DESCRIPTION (provided by applicant): Most women diagnosed with ovarian cancer suffer through difficult disease course that has a poor medical outcome. Our research has suggested that levels of general and cancer-specific distress are elevated after diagnosis and that cancer-specific distress remains elevated over time. Unfortunately, there have been few empirically-based psychological interventions for this population. Over the course of the past 8 years, we have tested the efficacy of two psychological interventions, a supportive counseling intervention (SC) and a coping and communication skills intervention (CCI), for this patient population. Our results have suggested that both interventions reduced depressive symptoms and have indicated that SC is more effective among women who are more expressive of positive emotions and women who experienced increasing disability. The goal of the next proposed study in our program of research is to extend our research in the following ways: 1) To evaluate the long term durability of these interventions, particularly among women who experience a disease recurrence; 2) To assess unique and shared mechanisms of change by using a more appropriate methodology to assess mediation and by focusing on emotional processing and benefit finding as a unique mechanisms for SC and by assessing additional cognitive and behavioral skills that are taught in CCI as unique mechanisms for CCI; 3) To examine the impact of CCI versus SC and UC on a broader range of psychosocial outcomes including worries about disease recurrence and global (e.g., social functioning) and spiritual quality of life. 401 women who are newly diagnosed with ovarian cancer will be randomly assigned to CCI, SC, or UC. Participants will complete surveys pre- intervention, 5 weeks, 9 weeks, 6, 12, and 18 months post-baseline. The primary aims are: 1) To evaluate the efficacy of CCI, SC, and Usual Care (UC) on patients' long-term general and cancer-specific psychological adaptation, concerns about recurrence, and quality of life, and to determine whether either treatment's effects are moderated by disease recurrence. 2) To evaluate the cognitive, social, emotional, and behavioral processes which mediate CCI and SC's effects on patients' long-term psychological distress, concerns about disease recurrence, and quality of life.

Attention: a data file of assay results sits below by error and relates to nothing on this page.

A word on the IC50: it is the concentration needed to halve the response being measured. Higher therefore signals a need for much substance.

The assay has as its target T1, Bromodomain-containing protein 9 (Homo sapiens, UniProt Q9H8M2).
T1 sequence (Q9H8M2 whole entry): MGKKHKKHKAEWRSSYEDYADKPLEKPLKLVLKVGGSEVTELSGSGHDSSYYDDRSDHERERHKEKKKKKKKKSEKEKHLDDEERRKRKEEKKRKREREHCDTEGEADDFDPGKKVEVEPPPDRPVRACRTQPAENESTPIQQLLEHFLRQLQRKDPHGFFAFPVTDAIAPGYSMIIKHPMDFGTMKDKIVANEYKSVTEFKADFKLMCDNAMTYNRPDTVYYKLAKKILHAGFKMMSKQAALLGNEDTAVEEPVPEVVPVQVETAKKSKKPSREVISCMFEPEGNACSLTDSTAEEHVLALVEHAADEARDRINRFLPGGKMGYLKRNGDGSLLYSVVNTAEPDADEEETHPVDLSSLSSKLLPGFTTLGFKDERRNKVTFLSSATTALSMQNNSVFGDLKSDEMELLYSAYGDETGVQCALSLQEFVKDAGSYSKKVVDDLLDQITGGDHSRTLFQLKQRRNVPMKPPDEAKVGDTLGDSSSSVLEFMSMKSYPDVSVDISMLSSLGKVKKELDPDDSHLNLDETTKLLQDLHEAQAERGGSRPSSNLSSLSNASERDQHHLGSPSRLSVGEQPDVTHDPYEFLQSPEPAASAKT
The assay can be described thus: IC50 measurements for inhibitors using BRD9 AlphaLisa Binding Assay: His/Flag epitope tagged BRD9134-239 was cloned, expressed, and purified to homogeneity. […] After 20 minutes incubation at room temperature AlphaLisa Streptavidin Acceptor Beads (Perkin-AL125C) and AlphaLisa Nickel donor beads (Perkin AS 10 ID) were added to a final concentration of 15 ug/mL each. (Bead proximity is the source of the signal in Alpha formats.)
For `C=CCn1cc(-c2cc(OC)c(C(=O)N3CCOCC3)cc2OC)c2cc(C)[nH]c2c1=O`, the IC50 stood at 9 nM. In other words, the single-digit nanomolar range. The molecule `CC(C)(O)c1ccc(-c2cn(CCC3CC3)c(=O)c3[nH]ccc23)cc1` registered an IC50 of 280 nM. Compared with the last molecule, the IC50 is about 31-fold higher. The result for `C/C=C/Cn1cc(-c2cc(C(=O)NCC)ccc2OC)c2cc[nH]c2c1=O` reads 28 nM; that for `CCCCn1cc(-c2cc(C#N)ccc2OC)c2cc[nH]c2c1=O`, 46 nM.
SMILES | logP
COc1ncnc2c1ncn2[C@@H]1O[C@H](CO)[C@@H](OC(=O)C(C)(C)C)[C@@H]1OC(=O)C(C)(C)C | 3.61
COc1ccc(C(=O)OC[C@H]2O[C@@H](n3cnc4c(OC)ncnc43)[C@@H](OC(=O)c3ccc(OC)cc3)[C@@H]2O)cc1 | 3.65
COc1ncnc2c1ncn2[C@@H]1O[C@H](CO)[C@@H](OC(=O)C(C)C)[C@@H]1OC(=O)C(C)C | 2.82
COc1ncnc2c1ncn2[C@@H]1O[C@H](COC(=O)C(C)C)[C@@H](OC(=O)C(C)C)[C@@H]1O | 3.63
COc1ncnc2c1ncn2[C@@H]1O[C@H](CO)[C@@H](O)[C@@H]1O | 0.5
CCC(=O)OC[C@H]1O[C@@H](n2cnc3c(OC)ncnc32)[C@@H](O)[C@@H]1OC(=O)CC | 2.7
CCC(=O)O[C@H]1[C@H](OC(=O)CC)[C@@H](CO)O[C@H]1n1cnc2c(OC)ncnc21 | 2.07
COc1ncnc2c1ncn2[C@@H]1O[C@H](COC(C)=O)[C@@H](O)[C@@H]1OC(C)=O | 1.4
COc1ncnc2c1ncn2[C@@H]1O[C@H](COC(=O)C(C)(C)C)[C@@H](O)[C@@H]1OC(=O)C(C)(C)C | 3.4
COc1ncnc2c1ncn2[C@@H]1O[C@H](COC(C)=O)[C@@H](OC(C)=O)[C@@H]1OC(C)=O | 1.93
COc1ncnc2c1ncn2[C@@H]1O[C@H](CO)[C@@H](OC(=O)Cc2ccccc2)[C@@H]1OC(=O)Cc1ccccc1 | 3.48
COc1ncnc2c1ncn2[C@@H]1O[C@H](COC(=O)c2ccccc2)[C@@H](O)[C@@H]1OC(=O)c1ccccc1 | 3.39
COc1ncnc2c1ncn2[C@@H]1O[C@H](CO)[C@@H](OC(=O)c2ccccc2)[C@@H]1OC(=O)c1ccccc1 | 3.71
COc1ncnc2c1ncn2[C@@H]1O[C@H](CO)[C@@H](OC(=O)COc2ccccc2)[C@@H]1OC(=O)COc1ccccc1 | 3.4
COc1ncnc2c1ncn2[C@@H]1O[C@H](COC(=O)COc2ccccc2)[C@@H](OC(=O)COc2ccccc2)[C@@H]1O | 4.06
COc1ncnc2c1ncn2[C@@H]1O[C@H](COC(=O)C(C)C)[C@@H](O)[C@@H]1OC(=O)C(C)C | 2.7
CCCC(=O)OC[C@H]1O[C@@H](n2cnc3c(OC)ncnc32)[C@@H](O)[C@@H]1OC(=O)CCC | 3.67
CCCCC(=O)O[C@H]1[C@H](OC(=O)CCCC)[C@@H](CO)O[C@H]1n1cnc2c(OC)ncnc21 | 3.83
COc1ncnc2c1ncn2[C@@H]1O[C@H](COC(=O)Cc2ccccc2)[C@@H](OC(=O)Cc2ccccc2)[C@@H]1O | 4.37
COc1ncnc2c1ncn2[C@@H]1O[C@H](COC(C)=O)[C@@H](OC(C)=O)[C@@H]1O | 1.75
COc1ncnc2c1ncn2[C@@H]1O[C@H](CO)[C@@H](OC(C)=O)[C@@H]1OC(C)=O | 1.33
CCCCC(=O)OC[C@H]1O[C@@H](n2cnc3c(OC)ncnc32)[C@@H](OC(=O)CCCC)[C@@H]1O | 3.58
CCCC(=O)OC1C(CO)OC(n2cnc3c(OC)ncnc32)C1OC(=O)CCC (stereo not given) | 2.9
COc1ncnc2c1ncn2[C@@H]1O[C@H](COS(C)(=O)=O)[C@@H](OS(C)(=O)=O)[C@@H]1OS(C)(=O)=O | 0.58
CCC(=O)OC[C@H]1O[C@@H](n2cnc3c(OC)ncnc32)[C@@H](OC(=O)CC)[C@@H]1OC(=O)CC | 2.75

|Effective start/end date||8/1/00 → 7/31/16|
- National Cancer Institute: $488,503.00
- National Cancer Institute: $406,009.00
- National Cancer Institute: $447,164.00
- National Cancer Institute: $151,717.00
- National Cancer Institute: $461,700.00
- Social Psychology
- Cancer Research
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